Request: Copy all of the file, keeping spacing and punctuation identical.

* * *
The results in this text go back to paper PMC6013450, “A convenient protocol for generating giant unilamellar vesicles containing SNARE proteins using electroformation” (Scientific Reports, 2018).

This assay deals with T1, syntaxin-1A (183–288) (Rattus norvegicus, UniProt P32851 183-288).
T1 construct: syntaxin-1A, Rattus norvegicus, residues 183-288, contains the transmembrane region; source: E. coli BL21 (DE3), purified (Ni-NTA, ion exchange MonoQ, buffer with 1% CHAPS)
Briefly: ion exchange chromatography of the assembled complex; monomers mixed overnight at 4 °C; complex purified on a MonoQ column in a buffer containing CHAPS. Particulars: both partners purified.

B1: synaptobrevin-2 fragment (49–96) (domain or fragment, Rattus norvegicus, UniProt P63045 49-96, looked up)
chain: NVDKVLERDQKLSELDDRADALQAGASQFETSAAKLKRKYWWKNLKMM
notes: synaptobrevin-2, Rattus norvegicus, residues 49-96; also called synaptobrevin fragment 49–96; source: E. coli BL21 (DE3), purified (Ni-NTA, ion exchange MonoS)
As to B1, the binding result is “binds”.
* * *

The results in this text go back to paper PMC6013450, “A convenient protocol for generating giant unilamellar vesicles containing SNARE proteins using electroformation” (Scientific Reports, 2018).

This assay deals with T1, syntaxin-1A (183–288) (Rattus norvegicus, UniProt P32851 183-288).
T1 construct: syntaxin-1A, Rattus norvegicus, residues 183-288, contains the transmembrane region; source: E. coli BL21 (DE3), purified (Ni-NTA, ion exchange MonoQ, buffer with 1% CHAPS)
Briefly: ion exchange chromatography of the assembled complex; monomers mixed overnight at 4 °C; complex purified on a MonoQ column in a buffer containing CHAPS. Particulars: both partners purified.

B1: synaptobrevin-2 fragment (49–96) (domain or fragment, Rattus norvegicus, UniProt P63045 49-96, looked up)
chain: NVDKVLERDQKLSELDDRADALQAGASQFETSAAKLKRKYWWKNLKMM
notes: synaptobrevin-2, Rattus norvegicus, residues 49-96; also called synaptobrevin fragment 49–96; source: E. coli BL21 (DE3), purified (Ni-NTA, ion exchange MonoS)
As to B1, the binding result is “binds”.